What do we have in common anymore?

I stopped reading Jonah Goldberg’s pseudo-conservative nonsense ages ago – it’s been literally a decade – and have thought of him as irrelevant to anything that matters for a long long time. He has nothing to teach me about anything I think of as important. But here is something that begins with an attack on JG, but which has a much more important message. It’s titled, Seven Degrees of Jonah Goldberg, but is dealing with an entire disease, not the particular carrier who’s named in the article title. It is by the highly insightful Publius Decius Mus who has been cited here twice before. You can find his other articles referenced at the link. Here is the problem that the official conservative battalions have failed to achieve.

We failed to preserve a true understanding the principles of the Declaration of Independence. We failed to preserve the proper working order of the Constitution. We failed to protect and nurture that virtue in the people necessary to sustain the Constitution. We failed to defend the family from relentless assault. We failed to maintain any semblance of a shared public morality. We allowed—through a combination of active cheering and ineffective opposition—demographic and cultural replacement. We lent a great deal of our talent to serve rapacious interests in the name of “economic freedom.” All the things we were supposed to conserve—the nation, its people, its way of life, its governing structure—we have not conserved.

This all seems irrefutably clear to me [and me]. Yet official conservatism says I am insane for saying so. So I ask: what do we have in common anymore?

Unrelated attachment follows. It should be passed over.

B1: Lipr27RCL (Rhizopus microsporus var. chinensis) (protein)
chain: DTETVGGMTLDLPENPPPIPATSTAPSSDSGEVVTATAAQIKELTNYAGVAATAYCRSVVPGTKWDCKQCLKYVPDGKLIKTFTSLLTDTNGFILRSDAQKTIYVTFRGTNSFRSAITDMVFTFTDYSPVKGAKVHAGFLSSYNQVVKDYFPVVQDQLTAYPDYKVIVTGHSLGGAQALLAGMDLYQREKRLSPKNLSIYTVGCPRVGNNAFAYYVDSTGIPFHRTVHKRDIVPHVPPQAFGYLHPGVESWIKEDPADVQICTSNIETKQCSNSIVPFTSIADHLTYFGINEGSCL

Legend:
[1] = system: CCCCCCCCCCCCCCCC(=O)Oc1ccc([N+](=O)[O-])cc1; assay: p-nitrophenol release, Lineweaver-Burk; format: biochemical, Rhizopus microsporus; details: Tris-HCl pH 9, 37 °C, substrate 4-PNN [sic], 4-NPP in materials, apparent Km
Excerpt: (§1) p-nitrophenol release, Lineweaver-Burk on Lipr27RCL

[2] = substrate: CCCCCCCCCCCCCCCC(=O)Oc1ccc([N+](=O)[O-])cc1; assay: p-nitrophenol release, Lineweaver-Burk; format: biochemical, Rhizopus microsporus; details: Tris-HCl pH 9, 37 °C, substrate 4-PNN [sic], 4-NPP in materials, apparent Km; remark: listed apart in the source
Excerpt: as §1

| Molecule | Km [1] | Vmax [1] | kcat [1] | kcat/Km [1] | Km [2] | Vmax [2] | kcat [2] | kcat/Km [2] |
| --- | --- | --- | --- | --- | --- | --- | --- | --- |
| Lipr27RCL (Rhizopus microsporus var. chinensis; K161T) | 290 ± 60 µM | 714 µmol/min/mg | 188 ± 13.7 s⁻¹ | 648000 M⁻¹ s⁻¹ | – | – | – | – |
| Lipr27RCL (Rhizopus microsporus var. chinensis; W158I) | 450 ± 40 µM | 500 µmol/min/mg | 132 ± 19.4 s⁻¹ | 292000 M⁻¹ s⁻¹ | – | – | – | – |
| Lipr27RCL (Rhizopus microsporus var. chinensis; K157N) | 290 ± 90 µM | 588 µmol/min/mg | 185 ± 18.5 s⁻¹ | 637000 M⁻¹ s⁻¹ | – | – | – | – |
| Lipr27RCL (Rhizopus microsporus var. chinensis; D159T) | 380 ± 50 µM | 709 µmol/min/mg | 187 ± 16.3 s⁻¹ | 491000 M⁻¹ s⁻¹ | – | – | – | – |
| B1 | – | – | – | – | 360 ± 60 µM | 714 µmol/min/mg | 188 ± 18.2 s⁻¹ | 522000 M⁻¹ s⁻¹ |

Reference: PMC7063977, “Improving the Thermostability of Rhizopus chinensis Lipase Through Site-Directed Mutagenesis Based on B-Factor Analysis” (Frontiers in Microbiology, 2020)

PDM then repeats the exact words he previously wrote, which is again a complete mirror of what I think myself:

If Hillary wins, there will still be a country, in the sense of a geographic territory with a people, a government, and various institutions. Things will mostly look the same, just as—outwardly—Rome changed little on the ascension of Augustus. It will not be tyranny or Caesarism—not yet. But it will represent, in my view, an irreversible triumph for the administrative state. Consider that no president has been denied reelection since 1992. If we can’t beat the Democrats now, what makes anyone think we could in 2020, when they will have all the advantages of incumbency plus four more years of demographic change in their favor? And if we can’t win in 2016 or 2020, what reason is there to hope for 2024? Will the electorate be more Republican? More conservative? Will constitutional norms be stronger?

And to the #NeverTrumpers, he says this, which I agree with more than with all the rest:

To be a conservative or a Republican and to sit it out, or to criticize Trump, is in this circumstance to favor Hillary. That’s just a fact. Trump is the underdog and needs all the help he can get. Every defection or abandonment hurts him and makes it more likely that she will win. If she wins, she will be a disaster for the right and for the country—on precisely the terms that Goldberg and so many others have always said she would. I therefore find it mind boggling that they could do anything, however slight, that might help her win.

It is self-defeating to stress the negatives that Trump brings with him, whatever they may be. So far, there is nothing that has come to my notice for which Hillary is actually superior, not a thing. If your aim is not to see Hillary lose, even if that means that Trump wins, then you are just as much the enemy as Obama himself.

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